Biotechnology is the group of disciplines or sciences that studies living beings or parts of living beings in order to obtain goods and services from them. Its area of study falls between biology, biochemistry and engineering, and it has a large impact in pharmacy, medicine, microbiology, food science and agriculture, among other fields. The knowledge possessed by biotechnologists, which connects biology and chemical engineering, allows them to optimize and carry the synthesis of products that impact all the areas mentioned out on a large scale.
One area of biotechnology is the direct use of organisms for the production of organic products for consumption, recycling, waste treatment or to clean areas polluted by industrial activities (biomediation). There are also applications of biotechnology that do not use live organisms; the DNA microchips used in genetic analysis is one example. Many products are produced simply using the enzyme reactions of microorganisms.
Modern biotechnology is frequently associated with the use of genetically modified microorganisms, such as Escherichia coli or the yeast Saccharomyces cerevisiae for the production of substances such as insulin or antibiotics. It can also refer to transgenic animals or transgenic plants or modified animal cells, such as Chinese hamster ovary (CHO) among many others, which are used for research by the pharmaceutical industries, through which biotechnology is also commonly associated with research into new therapies and new means of diagnosis.
The objectives of the Bachelor's Degree in Biotechnology are to instil an interest in learning and applying the knowledge attained in different situations and contexts; to establish the bases for developing biotechnological processes on the basis of knowledge and improving the transformations carried out by living beings; to learn the conceptual, manual and technical tools for improving existing industrial processes, and to endow students with the capacity to apply the knowledge acquired to different problems and areas of knowledge (chemistry, agriculture, health, nutrition, the environment, etc.) for the production of goods and services.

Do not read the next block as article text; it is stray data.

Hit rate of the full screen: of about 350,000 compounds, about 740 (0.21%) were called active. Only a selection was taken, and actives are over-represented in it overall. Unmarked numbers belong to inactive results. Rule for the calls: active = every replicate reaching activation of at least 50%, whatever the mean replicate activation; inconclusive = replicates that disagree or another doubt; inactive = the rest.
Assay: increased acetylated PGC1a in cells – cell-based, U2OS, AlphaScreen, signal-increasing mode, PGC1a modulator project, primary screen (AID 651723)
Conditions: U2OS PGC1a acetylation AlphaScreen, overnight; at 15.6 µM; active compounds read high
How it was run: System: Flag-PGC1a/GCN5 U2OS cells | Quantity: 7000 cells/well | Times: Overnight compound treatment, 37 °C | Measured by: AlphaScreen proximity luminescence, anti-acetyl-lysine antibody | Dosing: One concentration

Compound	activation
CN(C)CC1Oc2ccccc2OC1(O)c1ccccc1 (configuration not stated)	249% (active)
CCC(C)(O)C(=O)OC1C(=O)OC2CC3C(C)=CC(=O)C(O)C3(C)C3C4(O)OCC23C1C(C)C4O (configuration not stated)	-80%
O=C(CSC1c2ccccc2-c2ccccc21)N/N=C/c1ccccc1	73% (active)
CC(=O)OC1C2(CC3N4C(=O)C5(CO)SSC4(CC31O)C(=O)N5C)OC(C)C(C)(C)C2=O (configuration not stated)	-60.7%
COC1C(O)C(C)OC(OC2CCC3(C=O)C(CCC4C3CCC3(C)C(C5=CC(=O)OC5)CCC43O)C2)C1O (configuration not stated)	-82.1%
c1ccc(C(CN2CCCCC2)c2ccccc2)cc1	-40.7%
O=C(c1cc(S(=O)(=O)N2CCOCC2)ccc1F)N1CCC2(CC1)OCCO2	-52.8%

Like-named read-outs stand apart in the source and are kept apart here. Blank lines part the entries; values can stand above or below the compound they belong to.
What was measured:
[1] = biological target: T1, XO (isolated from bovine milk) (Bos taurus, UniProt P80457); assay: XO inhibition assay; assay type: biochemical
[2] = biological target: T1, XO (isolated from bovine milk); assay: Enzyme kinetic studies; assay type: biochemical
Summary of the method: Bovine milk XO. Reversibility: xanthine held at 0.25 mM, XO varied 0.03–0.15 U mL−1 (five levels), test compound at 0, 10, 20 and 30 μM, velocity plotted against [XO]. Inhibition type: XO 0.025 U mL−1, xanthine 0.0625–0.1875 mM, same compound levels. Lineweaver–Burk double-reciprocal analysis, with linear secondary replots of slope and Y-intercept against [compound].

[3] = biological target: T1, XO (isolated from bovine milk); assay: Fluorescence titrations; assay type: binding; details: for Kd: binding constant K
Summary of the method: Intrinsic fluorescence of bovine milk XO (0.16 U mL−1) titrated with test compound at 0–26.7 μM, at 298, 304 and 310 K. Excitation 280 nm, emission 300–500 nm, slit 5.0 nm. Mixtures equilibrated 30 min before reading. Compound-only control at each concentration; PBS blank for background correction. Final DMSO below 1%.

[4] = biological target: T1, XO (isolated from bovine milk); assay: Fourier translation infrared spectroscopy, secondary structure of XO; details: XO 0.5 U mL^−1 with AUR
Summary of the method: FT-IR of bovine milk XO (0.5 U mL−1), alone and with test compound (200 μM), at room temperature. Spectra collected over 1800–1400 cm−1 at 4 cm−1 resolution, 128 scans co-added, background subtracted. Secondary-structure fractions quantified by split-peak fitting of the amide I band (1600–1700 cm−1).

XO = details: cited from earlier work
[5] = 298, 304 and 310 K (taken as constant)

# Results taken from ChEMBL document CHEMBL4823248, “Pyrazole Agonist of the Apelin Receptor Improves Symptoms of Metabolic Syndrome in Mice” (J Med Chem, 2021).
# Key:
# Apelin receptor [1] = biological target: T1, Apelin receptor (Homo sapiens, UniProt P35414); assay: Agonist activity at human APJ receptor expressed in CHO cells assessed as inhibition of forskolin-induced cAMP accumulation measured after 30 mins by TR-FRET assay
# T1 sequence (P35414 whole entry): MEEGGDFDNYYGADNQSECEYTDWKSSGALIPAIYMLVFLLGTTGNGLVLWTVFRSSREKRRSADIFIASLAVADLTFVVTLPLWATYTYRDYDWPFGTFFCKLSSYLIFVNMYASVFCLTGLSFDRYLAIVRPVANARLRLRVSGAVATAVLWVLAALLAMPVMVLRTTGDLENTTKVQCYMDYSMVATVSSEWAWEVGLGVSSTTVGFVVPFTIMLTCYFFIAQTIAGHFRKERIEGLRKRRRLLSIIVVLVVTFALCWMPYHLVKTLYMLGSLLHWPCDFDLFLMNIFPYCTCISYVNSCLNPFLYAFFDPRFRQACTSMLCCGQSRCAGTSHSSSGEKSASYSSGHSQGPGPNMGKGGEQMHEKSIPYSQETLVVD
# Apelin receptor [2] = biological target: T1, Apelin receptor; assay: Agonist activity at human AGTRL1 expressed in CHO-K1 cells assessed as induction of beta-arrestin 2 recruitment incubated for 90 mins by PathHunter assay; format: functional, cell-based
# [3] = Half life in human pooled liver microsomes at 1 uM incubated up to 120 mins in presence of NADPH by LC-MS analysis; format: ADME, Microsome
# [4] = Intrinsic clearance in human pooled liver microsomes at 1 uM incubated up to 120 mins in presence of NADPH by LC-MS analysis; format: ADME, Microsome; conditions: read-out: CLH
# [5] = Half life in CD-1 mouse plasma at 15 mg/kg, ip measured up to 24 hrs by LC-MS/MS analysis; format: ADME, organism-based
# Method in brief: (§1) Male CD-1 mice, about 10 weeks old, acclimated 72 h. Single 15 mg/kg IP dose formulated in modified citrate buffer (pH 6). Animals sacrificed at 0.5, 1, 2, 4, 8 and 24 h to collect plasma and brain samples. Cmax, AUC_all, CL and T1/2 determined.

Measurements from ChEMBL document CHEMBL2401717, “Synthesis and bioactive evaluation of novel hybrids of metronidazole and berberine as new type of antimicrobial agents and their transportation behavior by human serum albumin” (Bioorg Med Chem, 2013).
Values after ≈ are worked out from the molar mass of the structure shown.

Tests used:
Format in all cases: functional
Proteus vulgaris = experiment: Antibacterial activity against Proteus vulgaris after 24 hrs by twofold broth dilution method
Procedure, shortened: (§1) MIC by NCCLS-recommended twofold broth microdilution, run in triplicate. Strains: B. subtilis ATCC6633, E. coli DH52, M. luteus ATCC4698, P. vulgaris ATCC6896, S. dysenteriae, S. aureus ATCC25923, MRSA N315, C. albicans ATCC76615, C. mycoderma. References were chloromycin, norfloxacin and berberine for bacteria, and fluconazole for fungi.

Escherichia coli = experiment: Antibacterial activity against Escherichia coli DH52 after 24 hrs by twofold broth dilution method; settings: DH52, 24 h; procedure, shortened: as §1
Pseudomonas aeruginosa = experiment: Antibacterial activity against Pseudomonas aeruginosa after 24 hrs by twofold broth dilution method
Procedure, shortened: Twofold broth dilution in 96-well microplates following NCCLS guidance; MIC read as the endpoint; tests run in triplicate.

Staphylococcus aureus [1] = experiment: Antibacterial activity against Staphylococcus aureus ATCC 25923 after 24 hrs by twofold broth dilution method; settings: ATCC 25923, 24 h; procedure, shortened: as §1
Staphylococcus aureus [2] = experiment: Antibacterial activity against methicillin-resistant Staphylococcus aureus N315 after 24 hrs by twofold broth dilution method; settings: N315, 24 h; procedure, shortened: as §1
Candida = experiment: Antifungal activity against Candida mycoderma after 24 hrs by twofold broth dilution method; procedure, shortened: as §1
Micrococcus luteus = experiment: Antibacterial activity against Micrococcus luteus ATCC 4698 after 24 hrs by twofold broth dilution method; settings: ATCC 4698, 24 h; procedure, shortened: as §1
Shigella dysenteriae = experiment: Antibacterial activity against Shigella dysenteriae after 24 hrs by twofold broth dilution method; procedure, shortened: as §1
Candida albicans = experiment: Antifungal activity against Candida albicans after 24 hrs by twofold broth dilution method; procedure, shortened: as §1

- CB-01. - Capacity for critically analysing complex situations, by collecting information and interpreting data, and designing creative and innovative strategies for solving them.
- CB-02. - Knowing how to communicate orally and in writing in scientific and professional spheres, using own languages and English.
- CB-03. - Working in a team, helping to prepare specific and multidisciplinary projects.
- CB-04. - Planning and assessing one's own activity and learning and elaborating strategies to improve them by applying quality criteria.
- CB-05. Capacity to act, generate proposals and take decisions in research and professional activity with ethical and sustainable criteria.
- CE-01. Applying scientific rationale and the scientific method (to gather and manage data in order to formulate and test hypotheses) to analyse and explain the discipline’s subject matter.
- CE-02. Using and applying the instrumentation and experimental methodologies typical of the discipline safely.
- CE-03. Using specific computer programs for complex data processing.
- CE-04. Identifying and understanding, at a structural and functional level, the molecular bases of the structures and the biological processes, their applications and the regulation mechanisms.
- CE-05. Describing, at a structural and functional level, the cell and physiological bases of living beings.
- CE-06. Relating the macroscopic properties of matter with the characteristics and structure of the individual molecules including biomolecules and macromolecules (natural and synthetic).
- CE-07. Applying the principles and theories of chemical reactivity to the study of organic and inorganic compounds and the development of processes.
- CE-08. Using and applying the main basic operations of engineering relating them to chemical and / or biological principles.
- CE-09. Identifying and understanding the different stages of a biotechnological process, from design to development, and their main applications.
- CE-10. Identifying the bases of genetic modification so the genetic, physiological and metabolic properties of organisms of biotechnological interest can be modulated for research and their potential application.
- CE-11. Applying the main techniques, strategies and methodologies for the study, utilisation and improvement of biological systems, including the methods of cell crop and recombining DNA.